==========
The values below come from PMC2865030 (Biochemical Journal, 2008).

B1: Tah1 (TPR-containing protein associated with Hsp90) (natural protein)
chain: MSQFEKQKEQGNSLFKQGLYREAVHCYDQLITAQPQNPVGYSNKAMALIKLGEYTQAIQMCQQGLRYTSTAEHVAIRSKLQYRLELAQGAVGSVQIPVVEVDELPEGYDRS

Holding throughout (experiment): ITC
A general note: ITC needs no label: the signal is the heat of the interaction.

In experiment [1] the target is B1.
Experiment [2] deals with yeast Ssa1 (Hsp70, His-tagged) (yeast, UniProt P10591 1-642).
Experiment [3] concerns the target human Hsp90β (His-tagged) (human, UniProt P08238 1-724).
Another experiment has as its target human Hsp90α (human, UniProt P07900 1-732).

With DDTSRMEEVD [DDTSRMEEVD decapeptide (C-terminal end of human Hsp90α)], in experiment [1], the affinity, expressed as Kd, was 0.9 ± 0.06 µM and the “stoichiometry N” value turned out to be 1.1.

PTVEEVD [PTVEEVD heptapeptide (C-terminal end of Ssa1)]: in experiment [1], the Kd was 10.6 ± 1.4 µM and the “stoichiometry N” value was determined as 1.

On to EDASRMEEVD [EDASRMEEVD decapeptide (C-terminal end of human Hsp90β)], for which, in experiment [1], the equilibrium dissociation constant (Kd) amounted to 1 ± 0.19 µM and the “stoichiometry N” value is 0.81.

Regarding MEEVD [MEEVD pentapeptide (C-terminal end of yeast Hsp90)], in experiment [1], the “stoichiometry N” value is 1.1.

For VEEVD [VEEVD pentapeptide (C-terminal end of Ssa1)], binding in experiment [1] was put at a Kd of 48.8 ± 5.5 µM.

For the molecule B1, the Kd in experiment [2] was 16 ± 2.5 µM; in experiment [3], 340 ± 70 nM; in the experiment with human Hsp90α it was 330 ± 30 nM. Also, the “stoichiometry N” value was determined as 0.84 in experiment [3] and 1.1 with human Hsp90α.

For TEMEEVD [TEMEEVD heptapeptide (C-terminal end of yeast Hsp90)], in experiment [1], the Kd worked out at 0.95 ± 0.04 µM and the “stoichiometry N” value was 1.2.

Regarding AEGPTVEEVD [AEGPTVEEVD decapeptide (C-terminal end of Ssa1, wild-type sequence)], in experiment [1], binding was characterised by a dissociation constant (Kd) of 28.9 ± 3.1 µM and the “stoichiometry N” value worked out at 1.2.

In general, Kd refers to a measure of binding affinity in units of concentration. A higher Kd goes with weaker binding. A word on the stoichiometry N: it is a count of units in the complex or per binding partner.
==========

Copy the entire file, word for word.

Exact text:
The values below come from PMC2865030 (Biochemical Journal, 2008).

B1: Tah1 (TPR-containing protein associated with Hsp90) (natural protein)
chain: MSQFEKQKEQGNSLFKQGLYREAVHCYDQLITAQPQNPVGYSNKAMALIKLGEYTQAIQMCQQGLRYTSTAEHVAIRSKLQYRLELAQGAVGSVQIPVVEVDELPEGYDRS

Holding throughout (experiment): ITC
A general note: ITC needs no label: the signal is the heat of the interaction.

In experiment [1] the target is B1.
Experiment [2] deals with yeast Ssa1 (Hsp70, His-tagged) (yeast, UniProt P10591 1-642).
Experiment [3] concerns the target human Hsp90β (His-tagged) (human, UniProt P08238 1-724).
Another experiment has as its target human Hsp90α (human, UniProt P07900 1-732).

With DDTSRMEEVD [DDTSRMEEVD decapeptide (C-terminal end of human Hsp90α)], in experiment [1], the affinity, expressed as Kd, was 0.9 ± 0.06 µM and the “stoichiometry N” value turned out to be 1.1.

PTVEEVD [PTVEEVD heptapeptide (C-terminal end of Ssa1)]: in experiment [1], the Kd was 10.6 ± 1.4 µM and the “stoichiometry N” value was determined as 1.

On to EDASRMEEVD [EDASRMEEVD decapeptide (C-terminal end of human Hsp90β)], for which, in experiment [1], the equilibrium dissociation constant (Kd) amounted to 1 ± 0.19 µM and the “stoichiometry N” value is 0.81.

Regarding MEEVD [MEEVD pentapeptide (C-terminal end of yeast Hsp90)], in experiment [1], the “stoichiometry N” value is 1.1.

For VEEVD [VEEVD pentapeptide (C-terminal end of Ssa1)], binding in experiment [1] was put at a Kd of 48.8 ± 5.5 µM.

For the molecule B1, the Kd in experiment [2] was 16 ± 2.5 µM; in experiment [3], 340 ± 70 nM; in the experiment with human Hsp90α it was 330 ± 30 nM. Also, the “stoichiometry N” value was determined as 0.84 in experiment [3] and 1.1 with human Hsp90α.

For TEMEEVD [TEMEEVD heptapeptide (C-terminal end of yeast Hsp90)], in experiment [1], the Kd worked out at 0.95 ± 0.04 µM and the “stoichiometry N” value was 1.2.

Regarding AEGPTVEEVD [AEGPTVEEVD decapeptide (C-terminal end of Ssa1, wild-type sequence)], in experiment [1], binding was characterised by a dissociation constant (Kd) of 28.9 ± 3.1 µM and the “stoichiometry N” value worked out at 1.2.

In general, Kd refers to a measure of binding affinity in units of concentration. A higher Kd goes with weaker binding. A word on the stoichiometry N: it is a count of units in the complex or per binding partner.